NFS mount errors with “clnt_create: RPC: Unknown host” for CentOS 6

When attempting to mount CentOS 6, my mount fails with

clnt_create: RPC: Unknown host

Diagnostic:

If we do a more thorough diagnostic, this is the issue

# showmount -e  
clnt_create: RPC: Unknown host  
# showmount -e localhost  
Export list for localhost:  
/export/my_data \*

Resolution:

Taken from Redhat Site

Implement forward and reverse lookups (A records and CNAME records) in DNS and have the system point towards the DNS servers. Implement for both IPv4 and IPv6. If unable to resolve DNS issues, change the /etc/hosts file from this:

Change from

::1          localhost localhost.localdomain localhost6 localhost6.localdomain6

To

::1          machine_hostname localhost localhost.localdomain localhost6 localhost6.localdomain6

Restart the NFS service and check on the showmount -e localhost and showmount -e and attempt to mount the share.

# service nfs restart  
# showmount -e localhost  
# showmount -e

Installing NFS4 on CentOS 5 and 6

For more information on NFS4 and difference between NFS3 and NFS4, do look at A brief look at the difference between NFSv3 and NFSv4.

This tutorial is a guide on how to install NFSv4 on CentOS 5 and 6

Step1: Installing the packages

# yum install nfs-utils nfs4-acl-tools portmap

Some facts about the tools above as given from yum info.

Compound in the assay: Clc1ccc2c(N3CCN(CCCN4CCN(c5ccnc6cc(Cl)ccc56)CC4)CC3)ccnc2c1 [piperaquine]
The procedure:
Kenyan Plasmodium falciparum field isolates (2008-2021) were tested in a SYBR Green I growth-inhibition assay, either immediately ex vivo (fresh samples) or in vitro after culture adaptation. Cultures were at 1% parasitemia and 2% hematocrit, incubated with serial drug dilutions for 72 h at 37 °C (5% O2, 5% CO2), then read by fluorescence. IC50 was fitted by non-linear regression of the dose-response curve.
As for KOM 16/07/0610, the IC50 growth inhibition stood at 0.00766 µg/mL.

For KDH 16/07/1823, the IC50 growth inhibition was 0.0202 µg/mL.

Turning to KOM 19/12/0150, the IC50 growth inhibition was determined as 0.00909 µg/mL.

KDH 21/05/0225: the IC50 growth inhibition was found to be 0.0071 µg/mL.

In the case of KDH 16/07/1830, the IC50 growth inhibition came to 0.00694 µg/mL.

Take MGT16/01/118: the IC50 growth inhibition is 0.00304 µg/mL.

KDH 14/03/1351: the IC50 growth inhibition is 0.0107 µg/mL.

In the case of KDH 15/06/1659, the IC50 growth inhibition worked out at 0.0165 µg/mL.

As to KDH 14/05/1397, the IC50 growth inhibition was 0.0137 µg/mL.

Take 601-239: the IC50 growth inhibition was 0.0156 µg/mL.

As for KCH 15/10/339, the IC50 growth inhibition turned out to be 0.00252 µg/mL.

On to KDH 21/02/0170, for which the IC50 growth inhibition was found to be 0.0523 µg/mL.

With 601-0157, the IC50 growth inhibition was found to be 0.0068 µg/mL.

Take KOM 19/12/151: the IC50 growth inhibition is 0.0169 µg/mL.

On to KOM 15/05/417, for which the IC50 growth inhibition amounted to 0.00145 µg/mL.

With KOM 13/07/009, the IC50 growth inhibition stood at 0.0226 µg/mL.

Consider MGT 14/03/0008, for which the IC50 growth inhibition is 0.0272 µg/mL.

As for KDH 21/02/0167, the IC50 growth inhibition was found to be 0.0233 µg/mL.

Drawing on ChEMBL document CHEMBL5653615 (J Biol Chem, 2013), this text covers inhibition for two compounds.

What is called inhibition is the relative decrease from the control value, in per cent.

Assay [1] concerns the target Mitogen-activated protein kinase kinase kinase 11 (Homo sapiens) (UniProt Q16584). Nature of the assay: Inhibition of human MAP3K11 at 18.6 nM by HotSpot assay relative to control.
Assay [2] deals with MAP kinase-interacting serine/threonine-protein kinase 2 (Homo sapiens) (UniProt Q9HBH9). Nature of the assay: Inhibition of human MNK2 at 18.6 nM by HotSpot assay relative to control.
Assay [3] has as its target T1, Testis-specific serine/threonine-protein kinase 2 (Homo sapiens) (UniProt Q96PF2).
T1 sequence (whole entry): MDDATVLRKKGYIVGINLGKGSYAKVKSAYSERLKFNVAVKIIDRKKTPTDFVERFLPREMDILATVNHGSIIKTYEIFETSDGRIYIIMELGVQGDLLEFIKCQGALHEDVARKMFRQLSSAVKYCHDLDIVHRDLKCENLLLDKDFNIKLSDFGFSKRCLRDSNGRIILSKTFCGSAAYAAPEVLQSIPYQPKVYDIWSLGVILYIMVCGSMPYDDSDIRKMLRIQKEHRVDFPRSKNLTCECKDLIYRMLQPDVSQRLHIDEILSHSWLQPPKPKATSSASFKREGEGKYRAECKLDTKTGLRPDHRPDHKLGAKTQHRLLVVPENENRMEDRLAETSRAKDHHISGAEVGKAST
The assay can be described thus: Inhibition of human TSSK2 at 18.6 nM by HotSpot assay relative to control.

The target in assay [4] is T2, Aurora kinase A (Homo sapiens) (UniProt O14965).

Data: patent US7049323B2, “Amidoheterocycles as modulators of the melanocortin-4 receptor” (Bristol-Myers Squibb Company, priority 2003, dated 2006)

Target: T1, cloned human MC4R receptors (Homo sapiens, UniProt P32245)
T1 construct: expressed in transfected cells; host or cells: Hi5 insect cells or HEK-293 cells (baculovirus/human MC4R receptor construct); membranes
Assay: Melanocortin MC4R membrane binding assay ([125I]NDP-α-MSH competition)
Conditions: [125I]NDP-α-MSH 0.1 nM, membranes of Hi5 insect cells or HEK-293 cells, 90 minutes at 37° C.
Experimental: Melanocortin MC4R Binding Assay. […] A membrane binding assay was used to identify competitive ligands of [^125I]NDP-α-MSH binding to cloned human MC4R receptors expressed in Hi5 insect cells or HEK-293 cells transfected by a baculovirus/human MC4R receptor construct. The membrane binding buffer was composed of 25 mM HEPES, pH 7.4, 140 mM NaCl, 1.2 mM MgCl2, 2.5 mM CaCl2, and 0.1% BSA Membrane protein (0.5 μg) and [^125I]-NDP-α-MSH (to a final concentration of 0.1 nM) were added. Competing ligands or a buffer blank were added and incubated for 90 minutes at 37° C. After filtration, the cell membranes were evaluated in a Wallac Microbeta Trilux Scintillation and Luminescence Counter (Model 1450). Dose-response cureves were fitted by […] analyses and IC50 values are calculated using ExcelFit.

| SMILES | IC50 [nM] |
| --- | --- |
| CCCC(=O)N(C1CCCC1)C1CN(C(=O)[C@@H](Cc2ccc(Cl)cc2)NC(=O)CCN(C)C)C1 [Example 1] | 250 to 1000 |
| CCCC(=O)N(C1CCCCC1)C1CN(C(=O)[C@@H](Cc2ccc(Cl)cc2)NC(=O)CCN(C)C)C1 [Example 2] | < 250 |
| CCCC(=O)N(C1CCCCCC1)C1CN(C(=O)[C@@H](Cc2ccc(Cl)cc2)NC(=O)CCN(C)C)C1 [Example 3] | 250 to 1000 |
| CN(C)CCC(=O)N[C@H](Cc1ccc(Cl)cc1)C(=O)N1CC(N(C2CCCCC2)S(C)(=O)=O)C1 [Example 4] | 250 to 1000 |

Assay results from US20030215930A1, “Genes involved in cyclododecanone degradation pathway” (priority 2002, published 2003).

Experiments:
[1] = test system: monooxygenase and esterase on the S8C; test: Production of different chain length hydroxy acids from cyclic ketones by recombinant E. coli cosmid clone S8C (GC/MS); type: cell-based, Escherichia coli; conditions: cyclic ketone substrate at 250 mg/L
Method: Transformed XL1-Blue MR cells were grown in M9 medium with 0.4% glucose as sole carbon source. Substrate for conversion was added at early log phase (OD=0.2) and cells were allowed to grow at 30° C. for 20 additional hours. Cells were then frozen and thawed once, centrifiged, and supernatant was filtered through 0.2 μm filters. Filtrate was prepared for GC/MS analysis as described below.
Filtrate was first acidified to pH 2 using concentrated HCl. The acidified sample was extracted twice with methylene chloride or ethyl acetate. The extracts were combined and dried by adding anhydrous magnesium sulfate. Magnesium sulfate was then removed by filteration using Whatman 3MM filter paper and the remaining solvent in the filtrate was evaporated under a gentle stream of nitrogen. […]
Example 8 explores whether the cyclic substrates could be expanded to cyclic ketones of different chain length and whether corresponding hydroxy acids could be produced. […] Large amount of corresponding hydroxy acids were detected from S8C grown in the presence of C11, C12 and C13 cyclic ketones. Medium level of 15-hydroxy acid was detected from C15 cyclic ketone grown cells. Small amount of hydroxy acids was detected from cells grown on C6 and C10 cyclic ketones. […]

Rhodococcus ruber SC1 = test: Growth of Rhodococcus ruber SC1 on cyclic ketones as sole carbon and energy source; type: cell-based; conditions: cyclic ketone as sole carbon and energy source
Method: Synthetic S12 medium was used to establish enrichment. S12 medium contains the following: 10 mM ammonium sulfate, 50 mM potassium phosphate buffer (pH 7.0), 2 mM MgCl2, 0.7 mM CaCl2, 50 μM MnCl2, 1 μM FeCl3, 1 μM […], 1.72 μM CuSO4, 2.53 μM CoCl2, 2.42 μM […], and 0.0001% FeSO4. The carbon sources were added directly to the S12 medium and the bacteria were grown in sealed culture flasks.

nfs-utils –  The nfs-utils package provides a daemon for the kernel NFS server and related tools, which provides a much higher level of performance than the traditional Linux NFS server used by most users.

This package also contains the showmount program.  Showmount queries the mount daemon on a remote host for information about the NFS (Network File System) server on the remote host. For example, showmount can display the clients which are mounted on that host. This package also contains the mount.nfs and umount.nfs program.

nfs4-acl-toolsThis package contains commandline and GUI ACL utilities for the Linux NFSv4 client.

portmap – The portmapper program is a security tool which prevents theft of NIS (YP), NFS and other sensitive information via the portmapper. A portmapper manages RPC connections, which are used by protocols like NFS and NIS.

The portmap package should be installed on any machine which acts as a server for protocols using RPC.

Step 2: Exports the File System from the NFS Server (Similar to NFSv3 except with the inclusion of fsid=0)

/home           192.168.1.0/24(rw,no_root_squash,sync,no_subtree_check,fsid=0)
/install        192.168.1.0/24(rw,no_root_squash,sync,no_subtree_check,fsid=1)

The fsid=0 and fsid=1 option provides a number to use in identifying the filesystem. This number must be different for all the filesystems in /etc/exports that use the fsid option. This option is only necessary for exporting filesystems that reside on a block device with a minor number above 255.one directory can be exported with each fsid option.

Exports the file system

# exportfs -av

Restart the NFS service

# service nfs start

If you are supporting NFSv3,  you have to start portmap as NFSv3 requires them. As such, NFSv4 does not need to interact with rpcbind[1], rpc.lockd, and rpc.statd daemons. For more information see Fedora Chapter 9.  Network File System (NFS) – How it works for a more in-depth understanding.